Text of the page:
Fukushima Daiichi, Nuclear Power Plant, Japan
The powerful earthquake which hit Japan on 11th March 2011 caused a tsunami which added to the destruction of millions of people’s homes and livelihoods. A consequence of this terrible natural disaster was a man-made disaster - a nuclear power plant which supplies electricity to thousands of homes was damaged.
Not long after the disaster it was announced that radiation had been found in water in Japan’s capital city Tokyo and that it was unsafe for babies to drink. Tokyo is 220km (136 miles) away from the radiation leak.
Scales such as the Richter scale which measures earthquakes, or Celsius which measures temperature, provide us with more information to help us understand what is going on. The same applies to the International Nuclear and Radiological Event Scale (INES) which measures how bad a nuclear event is.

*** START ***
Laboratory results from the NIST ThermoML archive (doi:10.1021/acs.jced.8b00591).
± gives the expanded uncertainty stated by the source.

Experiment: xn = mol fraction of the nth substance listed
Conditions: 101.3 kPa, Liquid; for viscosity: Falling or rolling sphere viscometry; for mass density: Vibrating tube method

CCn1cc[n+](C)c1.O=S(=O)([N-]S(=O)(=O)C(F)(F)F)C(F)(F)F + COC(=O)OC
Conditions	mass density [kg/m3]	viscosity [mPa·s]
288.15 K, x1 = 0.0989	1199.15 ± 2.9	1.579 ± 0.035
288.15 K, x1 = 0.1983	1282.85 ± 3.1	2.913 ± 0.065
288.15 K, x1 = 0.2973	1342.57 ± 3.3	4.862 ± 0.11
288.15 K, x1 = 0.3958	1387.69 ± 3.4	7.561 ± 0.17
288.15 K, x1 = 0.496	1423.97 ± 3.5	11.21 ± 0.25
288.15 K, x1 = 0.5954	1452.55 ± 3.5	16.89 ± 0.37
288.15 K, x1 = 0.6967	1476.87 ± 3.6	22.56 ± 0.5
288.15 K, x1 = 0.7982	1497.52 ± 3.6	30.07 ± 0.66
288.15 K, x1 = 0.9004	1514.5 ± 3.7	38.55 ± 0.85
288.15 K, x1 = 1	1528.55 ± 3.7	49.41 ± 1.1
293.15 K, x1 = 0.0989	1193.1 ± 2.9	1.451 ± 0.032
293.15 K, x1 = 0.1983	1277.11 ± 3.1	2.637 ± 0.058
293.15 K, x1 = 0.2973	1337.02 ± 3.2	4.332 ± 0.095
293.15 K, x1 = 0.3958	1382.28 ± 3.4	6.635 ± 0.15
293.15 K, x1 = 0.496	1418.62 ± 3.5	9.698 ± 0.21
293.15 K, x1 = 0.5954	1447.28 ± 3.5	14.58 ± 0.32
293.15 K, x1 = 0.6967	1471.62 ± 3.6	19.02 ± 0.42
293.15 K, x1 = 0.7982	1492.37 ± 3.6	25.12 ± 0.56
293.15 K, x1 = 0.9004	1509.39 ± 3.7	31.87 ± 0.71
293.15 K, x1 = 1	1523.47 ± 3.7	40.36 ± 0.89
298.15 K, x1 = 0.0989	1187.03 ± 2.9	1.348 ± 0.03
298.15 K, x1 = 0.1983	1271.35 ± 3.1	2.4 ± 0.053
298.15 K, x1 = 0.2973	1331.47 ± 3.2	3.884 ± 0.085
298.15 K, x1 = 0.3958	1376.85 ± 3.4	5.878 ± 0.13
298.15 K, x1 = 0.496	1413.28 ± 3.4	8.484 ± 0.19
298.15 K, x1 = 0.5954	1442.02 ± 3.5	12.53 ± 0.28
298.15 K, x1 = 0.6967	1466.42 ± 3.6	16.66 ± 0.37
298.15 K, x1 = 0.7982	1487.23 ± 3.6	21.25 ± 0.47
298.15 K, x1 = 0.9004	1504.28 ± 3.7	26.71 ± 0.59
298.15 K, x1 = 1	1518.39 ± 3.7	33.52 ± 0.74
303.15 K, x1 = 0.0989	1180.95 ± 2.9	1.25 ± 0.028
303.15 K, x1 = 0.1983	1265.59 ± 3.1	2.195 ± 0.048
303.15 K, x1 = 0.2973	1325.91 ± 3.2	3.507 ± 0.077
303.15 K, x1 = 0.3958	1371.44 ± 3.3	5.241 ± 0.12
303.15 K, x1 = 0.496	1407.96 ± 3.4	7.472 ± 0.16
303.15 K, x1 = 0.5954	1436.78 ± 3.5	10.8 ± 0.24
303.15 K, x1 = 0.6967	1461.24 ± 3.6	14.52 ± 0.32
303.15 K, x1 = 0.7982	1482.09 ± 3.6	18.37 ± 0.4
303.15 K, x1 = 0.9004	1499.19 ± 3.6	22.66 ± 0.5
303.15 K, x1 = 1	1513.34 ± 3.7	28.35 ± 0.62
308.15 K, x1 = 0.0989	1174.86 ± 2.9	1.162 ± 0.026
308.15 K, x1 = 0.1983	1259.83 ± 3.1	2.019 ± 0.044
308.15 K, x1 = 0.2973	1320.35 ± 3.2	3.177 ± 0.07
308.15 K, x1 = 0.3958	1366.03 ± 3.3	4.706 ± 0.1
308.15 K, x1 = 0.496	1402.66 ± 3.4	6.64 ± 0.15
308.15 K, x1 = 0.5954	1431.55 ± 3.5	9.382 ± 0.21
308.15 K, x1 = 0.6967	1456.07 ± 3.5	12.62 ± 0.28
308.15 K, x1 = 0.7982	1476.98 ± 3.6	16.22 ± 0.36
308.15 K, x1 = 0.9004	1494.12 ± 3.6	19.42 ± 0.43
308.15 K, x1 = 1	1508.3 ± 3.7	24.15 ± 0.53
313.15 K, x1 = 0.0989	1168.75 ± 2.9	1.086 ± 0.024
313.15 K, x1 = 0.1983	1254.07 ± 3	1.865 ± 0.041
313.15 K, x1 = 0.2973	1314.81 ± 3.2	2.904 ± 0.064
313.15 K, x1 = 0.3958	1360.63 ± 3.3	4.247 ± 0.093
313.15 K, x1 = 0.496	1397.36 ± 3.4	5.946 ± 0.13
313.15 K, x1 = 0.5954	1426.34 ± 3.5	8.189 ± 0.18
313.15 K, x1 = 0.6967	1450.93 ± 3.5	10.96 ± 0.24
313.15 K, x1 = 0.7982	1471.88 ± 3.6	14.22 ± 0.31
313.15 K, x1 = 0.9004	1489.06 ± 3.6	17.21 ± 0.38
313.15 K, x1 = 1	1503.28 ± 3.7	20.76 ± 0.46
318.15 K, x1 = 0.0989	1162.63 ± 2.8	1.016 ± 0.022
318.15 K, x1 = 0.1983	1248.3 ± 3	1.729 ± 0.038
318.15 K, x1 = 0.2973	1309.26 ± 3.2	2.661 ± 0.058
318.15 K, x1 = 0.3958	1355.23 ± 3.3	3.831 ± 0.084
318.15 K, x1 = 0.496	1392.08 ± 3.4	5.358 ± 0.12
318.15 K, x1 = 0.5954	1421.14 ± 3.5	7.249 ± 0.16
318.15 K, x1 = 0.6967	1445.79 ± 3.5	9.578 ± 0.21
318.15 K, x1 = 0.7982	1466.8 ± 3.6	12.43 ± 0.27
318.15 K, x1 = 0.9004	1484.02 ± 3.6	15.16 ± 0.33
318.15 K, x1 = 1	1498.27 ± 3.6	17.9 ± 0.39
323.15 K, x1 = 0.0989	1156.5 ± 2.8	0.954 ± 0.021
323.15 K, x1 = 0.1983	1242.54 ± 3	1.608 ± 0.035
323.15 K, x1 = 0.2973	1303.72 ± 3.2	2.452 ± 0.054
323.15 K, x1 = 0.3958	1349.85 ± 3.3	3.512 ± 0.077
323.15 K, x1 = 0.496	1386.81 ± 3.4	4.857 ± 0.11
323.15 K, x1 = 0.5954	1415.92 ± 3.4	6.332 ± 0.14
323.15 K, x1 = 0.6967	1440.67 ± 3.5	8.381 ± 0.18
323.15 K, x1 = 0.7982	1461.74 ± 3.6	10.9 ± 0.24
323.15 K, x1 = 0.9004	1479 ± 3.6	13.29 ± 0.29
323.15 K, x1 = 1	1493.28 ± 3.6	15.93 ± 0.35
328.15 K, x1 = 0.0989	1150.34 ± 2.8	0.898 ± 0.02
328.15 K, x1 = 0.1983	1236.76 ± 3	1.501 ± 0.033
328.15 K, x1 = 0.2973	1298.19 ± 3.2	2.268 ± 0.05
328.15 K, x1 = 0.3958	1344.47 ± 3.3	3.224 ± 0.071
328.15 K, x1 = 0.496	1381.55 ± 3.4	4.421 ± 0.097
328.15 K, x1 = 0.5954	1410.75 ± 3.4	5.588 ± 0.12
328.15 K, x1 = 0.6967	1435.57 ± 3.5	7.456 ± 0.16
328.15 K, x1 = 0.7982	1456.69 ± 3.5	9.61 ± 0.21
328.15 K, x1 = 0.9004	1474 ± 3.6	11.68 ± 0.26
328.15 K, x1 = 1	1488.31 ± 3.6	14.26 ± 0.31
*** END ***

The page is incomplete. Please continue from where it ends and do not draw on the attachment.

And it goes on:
The event was considered a Level 7 ‘Major Accident’ and can be compared to the worlds largest nuclear disaster which took place in Chernobyl, Ukraine in 1986.
Although both accidents have been classified level 7, the emissions from the Chernobyl disaster far outweigh those from Fukushima. But we are warned that the radioactivity released in Japan might eventually go beyond that emitted in Chernobyl. At the time of the incident over 85,000 people were evacuated from their homes around the power plant.
The shutting down and halting of emissions and nuclear leaks from the plant may take as long as a decade. There are concerns over leaking contaminated water which has leaked into the Pacific Ocean. Radiation for the Fukushima accident was still being released into the atmosphere at the end of 2014 and it is expected that the clean up will take 30 to 40 years.
Let’s take a look at what radiation is, what it means to life on earth, and why we have nuclear power stations...Read More: What is Radiation